Apply prevention strategies to those uniquely at risk for disease
Give therapies that are uniquely suited for a molecular cause of disease
Avoid therapies that would not be useful and in fact may be harmful to those being treated
I am certain there are other goals, but I think these are the over-riding themes.
In a study in the journalGastroenterologywe see another example of how principle 3 comes into play.
Thisstudyexamined patients withHepatitis C. The therapy for Hepatitis C includes Interferon. This medication has long been known to cause depressive symptoms in a subset of patients who take this therapy. The study found that those patients who had a polymorphism in theHTR1Agene (aka serotonin receptor 1A) were almost 3 fold more likely to have interferon induced depression. Imagine combining this with the likelihood forcirrhosispolymorphism I mentioned in April. I can see it coming together, the right drug or not, for the right person, and the right disease.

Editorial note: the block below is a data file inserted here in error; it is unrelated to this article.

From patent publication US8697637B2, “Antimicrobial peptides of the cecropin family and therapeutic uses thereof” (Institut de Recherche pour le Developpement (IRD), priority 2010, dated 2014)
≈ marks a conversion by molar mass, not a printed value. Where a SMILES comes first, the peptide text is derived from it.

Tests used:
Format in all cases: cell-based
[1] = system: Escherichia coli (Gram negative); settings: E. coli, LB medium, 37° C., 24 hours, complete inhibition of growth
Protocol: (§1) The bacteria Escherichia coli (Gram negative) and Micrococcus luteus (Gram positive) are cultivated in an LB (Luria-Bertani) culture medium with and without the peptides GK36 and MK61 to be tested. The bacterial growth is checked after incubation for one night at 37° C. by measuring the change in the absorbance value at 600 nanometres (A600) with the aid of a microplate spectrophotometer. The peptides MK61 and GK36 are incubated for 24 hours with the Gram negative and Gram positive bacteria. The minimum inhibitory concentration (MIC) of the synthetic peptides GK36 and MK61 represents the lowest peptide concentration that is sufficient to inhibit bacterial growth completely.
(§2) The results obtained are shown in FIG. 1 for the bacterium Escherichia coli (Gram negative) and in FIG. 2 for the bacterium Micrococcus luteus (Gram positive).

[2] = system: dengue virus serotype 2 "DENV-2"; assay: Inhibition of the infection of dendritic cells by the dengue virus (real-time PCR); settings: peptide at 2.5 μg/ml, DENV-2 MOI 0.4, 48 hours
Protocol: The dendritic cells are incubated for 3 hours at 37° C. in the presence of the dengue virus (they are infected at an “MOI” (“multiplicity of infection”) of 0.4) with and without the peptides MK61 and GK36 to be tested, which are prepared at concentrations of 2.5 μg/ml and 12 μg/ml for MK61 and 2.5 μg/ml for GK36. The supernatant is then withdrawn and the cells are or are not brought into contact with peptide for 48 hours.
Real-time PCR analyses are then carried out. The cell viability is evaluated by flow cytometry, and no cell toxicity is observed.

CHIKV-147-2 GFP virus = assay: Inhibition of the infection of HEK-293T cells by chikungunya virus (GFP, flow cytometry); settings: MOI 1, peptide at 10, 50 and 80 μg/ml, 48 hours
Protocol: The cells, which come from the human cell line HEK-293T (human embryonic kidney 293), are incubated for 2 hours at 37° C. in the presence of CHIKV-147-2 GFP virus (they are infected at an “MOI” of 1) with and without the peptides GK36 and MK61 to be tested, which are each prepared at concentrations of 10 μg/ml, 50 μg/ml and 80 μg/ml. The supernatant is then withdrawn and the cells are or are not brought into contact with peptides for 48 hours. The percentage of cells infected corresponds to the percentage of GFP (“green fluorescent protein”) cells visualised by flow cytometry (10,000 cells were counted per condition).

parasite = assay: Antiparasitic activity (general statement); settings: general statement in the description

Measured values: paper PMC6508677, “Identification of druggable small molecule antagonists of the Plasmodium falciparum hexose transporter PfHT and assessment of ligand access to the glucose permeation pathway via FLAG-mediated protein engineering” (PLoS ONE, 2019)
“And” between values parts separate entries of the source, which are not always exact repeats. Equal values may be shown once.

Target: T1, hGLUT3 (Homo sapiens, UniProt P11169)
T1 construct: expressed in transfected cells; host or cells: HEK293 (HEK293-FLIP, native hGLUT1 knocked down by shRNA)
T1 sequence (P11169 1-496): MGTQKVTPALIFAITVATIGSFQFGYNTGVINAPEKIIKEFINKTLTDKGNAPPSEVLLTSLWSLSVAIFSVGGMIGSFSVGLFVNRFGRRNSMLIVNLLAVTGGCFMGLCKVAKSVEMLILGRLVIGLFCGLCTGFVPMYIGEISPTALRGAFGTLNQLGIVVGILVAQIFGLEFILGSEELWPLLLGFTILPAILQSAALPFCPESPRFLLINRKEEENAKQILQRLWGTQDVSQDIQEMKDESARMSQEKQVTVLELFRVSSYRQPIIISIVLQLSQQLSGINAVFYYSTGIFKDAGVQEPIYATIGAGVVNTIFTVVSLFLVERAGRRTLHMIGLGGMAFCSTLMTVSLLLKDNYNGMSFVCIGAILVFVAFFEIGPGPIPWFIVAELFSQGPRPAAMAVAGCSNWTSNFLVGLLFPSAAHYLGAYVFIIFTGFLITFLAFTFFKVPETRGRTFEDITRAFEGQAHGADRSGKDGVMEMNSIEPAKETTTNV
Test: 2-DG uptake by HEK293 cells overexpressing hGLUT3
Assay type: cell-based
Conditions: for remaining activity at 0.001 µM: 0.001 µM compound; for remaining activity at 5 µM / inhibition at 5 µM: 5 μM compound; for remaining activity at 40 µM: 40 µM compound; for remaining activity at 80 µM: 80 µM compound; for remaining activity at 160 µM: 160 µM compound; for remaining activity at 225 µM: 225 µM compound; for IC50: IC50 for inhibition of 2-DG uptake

The only catch is that these results need replication in a larger population.